Ah, now this is where my main concern lies. Clearly capacity is not an issue since the Seagate has an extra 100GB over the Maxtor. What I am worried about is whether the Master Boot Record, partition table and disk signature will work on the Seagate post-restore despite them being set up to operate alongside a Maxtor hdd.

    If the partition signatures are located in the registry keys of the Maxtor hdd and refer only to that specific drive then surely if they are suddenly positioned on a Seagate (after the image has been restored) it's more than likely the new drive just won't boot. Or does Acronis take care of this as I really would prefer not to have to mess around with the MBR during the restore process?

    On a side note, Jmk could you briefly explain the process of restoring the "first sector", I'm not sure what you mean. I'm aware that the MBR can be restore using Windows XP recovery console though.

    As stated, yes this is exactly how I have my system set up :). But I was wondering whether another method for performing system backups could be to just image the windows personal settings (eg profiles) and the program files personal settings. Then when there is a crash you just need to manually install windows xp fresh from a cd and individually install the program files. After that you can then restore the personal settings from the image and overwrite the current defaults on the system but it seems like this would take ages. Moreover, Jmk has indicated that the system would not be functional this way.
     
  5. jonyjoe81

    jonyjoe81 Registered Member

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    Hard drive signatures only come into play if the "source windows xp" has seen the drive it will be restored on.

    For instance if the "spare drive" was used as a slave drive, or was inside an external usb drive. In this case the "source windows xp" has the spare drives "ID" in the registry, when you restore it that will cause problems.

    All my spare drives serve doubleduty as slave drives or external usb drives, so I always run into drive letter problems but I use a "boot corrector" to change partition ID drive letters and never spend more than 5 minutes fixing this problem. You can also use a "bartpe with xml plugin" to change the hard drive ID.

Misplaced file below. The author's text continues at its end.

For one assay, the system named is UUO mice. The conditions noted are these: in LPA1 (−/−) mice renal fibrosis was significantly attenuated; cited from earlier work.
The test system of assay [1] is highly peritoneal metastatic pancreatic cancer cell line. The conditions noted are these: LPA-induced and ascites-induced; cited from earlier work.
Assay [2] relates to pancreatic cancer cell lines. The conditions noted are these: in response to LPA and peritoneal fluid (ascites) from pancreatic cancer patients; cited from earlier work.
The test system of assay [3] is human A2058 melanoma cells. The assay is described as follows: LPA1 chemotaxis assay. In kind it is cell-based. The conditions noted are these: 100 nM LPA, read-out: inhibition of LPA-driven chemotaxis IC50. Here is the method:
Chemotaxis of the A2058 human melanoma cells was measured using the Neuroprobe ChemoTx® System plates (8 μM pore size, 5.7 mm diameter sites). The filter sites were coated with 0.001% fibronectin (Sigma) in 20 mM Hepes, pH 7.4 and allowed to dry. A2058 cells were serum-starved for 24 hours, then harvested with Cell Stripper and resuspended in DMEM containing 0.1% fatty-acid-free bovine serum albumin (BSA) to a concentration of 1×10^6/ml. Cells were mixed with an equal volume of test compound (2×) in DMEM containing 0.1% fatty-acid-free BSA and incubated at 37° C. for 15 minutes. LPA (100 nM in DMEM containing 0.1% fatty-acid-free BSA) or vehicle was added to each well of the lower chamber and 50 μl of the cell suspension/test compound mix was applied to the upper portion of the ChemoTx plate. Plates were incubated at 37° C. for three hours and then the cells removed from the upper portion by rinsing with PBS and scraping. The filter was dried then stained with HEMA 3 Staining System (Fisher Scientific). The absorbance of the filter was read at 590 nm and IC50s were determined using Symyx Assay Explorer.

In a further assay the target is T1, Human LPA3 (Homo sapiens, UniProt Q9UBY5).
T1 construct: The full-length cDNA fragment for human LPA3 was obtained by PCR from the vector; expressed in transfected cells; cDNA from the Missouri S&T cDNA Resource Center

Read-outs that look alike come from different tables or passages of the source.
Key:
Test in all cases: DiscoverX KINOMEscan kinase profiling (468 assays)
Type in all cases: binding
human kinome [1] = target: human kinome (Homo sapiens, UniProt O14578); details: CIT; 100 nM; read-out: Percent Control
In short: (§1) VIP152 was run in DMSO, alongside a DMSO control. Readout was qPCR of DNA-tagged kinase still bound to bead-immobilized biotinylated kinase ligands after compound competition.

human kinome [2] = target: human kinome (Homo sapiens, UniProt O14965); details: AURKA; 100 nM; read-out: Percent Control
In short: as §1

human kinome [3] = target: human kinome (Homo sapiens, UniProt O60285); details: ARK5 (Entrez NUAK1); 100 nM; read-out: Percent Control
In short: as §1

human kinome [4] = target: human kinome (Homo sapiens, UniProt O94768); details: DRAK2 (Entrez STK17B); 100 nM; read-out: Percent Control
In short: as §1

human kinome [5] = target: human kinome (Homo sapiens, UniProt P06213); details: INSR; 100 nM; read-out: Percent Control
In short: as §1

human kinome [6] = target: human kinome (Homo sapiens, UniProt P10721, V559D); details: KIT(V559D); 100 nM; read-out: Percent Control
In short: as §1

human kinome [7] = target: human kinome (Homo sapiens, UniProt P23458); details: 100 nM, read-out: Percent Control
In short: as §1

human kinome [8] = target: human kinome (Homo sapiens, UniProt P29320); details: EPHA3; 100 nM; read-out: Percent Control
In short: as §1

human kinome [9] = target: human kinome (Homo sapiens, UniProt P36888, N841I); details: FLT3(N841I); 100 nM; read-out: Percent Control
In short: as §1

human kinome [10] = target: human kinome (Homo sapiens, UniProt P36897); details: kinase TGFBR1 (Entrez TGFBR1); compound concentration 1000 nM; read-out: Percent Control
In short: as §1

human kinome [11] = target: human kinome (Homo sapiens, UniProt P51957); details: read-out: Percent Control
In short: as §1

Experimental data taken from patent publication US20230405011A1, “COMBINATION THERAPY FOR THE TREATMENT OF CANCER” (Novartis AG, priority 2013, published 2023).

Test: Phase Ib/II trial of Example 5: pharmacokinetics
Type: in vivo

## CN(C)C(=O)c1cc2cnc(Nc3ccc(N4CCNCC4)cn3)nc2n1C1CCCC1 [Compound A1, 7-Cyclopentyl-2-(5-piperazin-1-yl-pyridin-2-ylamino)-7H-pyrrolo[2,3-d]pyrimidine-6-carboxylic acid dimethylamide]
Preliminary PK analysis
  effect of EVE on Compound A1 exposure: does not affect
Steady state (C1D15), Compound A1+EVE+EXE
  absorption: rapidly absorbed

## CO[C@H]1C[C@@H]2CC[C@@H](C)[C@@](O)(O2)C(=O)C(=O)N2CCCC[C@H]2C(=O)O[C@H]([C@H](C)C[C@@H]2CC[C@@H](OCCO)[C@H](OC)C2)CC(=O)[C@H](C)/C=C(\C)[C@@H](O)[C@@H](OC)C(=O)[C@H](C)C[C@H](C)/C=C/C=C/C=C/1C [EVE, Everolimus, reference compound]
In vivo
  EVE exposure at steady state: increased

Don't worry about the MBR, I never back it up or restore it. If you restore the MBR from your 300gb hard drive to the 400gb hard drive, your 400gb hard drive will think it's a 300gb hard drive. That's why a sector by sector backup/restore can defeat a hard drive/partition ID problem, but then you end up with unallocated space.

    One thing I've learned is that a backup of a "bootable" partition will ALWAYS be bootable when restored (whether the MBR was backup or not). The model or size of the destination hard drive doesn't matter, as long as it's large enough to accommodate the data you want to restore.
     
  6. jmk94903

    jmk94903 Registered Member

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    Just restore the MBR and C: partiton from the backup, and the new drive will boot happily.

    It's no problem. TI backups up the MBR and first sector and you just check the box next to them to restore them to the new drive.
     
  7. stenews

    stenews Registered Member

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    Hi to everyone.
    I was pretty interested in reading this post, in particular I'd like to ask something more about that point:
    so let's image a situation in which my source is a bigger new brand HHD than the one I made previously the backup: how should I proceed?

    Following the jmk94903's procedure I should to divide the process into two "chunks".
    1)Restore the MBR partition alone once completed that stage, I have to came back to main screen of my Rescue CD.
    2)Later than I have to select only one partition at time and increase their size (if I want to do that).

    Am I right? I mean, Am I miss understanding something or what?
     
    Last edited: Mar 26, 2009
  8. Stuart909

    Stuart909 Registered Member

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    Well that is a GIGANTIC relief to know guys, thanks a lot for highlighting. It seems, therefore, that TI makes the entire process seamless and I don't have to worry about the technical aspects of the backup/restoration. I just have to make sure I tick MBR and first sector prior to starting the full restoration of the partition.

    Ah yes, but this is my worry. My blank spare drive (a location used for emergency restoration) is a slave in my system so clearly I am going to have to reset the partition ID somehow. Does TI not offer a partition ID wiping/resetting procedure in dos prior to starting restoration?

    Is this "boot corrector" program easy to operate, I assume it can only be used in dos and it is freely available on the net?

    Thank you so much guys for your assistance, I am finally gaining a great understanding of this entire process.
     
  9. jonyjoe81

    jonyjoe81 Registered Member

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    the "boot corrector" is actually only available as a utility on other software, the one I have have came from "paragon partition manager 9.0" it's the latest build of the "boot corrector". You only need a boot corrector if you need to do "precision" repairs on windows xp.